A Lay Person’s Guide to Providing Safe Visitation Between Children and Parents in Domestic Violence Cases
 
The Non-Professional Provider

Reasons to use a professional service.
Often there is nothing to prohibit a family from using a “non-professional” relative, friend, or acquaintance. Many court orders will allow that as an option, providing both parents can agree on whom to use. That often does not work out for the following reasons:

First, there is the difficulty in finding someone on whom both parties agree. Chances are very slim they will be able to find an individual everyone will trust and feel comfortable with.

Secondly, it can put a strain on friendships. Many well-meaning friends and relatives will agree to provide the service but will quickly tire of the regular commitment and/or being in the middle of others conflicts. It is difficult for friends and relatives to restrain from taking sides.

And, finally, it may actually detract from the quality of the parent/child time together. It is often tempting to spend time interacting with the acquaintance rather than focusing on the child.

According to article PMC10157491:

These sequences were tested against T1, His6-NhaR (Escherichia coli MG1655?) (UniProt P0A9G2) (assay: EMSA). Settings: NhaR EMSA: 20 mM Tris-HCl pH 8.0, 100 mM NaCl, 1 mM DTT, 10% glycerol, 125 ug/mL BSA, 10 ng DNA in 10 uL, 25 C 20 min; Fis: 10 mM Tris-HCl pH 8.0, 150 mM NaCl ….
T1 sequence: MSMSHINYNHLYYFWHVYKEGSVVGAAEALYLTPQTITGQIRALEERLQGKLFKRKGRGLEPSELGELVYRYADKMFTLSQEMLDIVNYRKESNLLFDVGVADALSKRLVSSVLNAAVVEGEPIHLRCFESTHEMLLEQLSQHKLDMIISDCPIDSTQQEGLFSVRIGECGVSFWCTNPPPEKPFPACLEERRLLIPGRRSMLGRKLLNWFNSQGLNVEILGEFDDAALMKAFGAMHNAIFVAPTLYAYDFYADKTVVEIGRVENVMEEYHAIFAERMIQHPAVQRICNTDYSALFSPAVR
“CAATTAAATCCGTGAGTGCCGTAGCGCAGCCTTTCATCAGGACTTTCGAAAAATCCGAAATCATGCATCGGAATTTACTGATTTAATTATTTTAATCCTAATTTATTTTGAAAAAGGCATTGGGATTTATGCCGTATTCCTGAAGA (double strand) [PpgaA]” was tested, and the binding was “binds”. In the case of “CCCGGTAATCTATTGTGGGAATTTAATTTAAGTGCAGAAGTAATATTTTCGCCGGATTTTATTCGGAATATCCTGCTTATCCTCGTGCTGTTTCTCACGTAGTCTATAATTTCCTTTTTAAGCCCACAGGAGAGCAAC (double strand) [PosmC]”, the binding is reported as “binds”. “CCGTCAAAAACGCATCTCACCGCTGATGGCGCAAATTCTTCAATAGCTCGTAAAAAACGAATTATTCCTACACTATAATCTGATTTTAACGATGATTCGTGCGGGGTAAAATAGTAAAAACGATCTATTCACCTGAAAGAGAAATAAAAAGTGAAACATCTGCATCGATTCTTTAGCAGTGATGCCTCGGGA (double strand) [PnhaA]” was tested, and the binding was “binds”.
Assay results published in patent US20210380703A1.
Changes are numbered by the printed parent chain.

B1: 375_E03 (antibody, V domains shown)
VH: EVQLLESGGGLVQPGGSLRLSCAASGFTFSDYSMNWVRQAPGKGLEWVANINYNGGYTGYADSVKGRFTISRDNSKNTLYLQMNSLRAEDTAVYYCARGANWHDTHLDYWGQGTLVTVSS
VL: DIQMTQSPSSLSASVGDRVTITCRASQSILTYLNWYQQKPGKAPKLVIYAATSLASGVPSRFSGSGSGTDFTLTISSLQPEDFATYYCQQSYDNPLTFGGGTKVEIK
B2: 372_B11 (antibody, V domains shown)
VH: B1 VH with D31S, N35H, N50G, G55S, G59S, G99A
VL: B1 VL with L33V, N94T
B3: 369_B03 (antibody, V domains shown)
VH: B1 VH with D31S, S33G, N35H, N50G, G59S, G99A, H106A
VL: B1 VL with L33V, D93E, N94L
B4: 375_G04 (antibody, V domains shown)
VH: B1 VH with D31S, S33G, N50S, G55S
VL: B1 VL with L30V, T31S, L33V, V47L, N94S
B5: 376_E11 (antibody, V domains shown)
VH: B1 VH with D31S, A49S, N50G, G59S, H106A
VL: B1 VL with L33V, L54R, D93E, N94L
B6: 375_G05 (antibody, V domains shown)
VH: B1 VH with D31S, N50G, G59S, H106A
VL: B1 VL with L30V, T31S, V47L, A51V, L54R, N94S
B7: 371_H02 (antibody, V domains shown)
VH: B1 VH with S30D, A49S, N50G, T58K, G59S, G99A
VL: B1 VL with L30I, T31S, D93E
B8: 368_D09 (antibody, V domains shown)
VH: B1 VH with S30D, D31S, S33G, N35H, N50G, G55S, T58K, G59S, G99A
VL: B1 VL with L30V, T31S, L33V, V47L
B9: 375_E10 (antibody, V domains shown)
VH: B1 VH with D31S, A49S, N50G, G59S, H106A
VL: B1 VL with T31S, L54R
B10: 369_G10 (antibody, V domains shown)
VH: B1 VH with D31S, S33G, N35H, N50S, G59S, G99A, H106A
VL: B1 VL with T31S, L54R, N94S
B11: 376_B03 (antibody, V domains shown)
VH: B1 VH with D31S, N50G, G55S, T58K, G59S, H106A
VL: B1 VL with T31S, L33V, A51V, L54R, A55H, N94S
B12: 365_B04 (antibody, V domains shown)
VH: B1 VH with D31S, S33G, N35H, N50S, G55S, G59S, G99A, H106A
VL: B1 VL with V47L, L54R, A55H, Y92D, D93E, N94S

What are you being asked to do?
You have been asked to do a very important job - to supervise visits between a parent and a child. You have been asked because supervised visitation has been ordered by the court, and because the parents feel they can trust you in ensuring the health, safety and welfare of their child. In accepting this responsibility, it is clear that you care about the children and family involved, and are willing to perform the tasks of a non-professional provider.

 

So are you the person for the job?
Supervising visitations is a very important responsibility that can be difficult at times. If you don’t think you can put your personal feelings aside, don’t have the time to supervise properly, or for whatever reason you feel uncomfortable, then you shouldn’t agree to do this.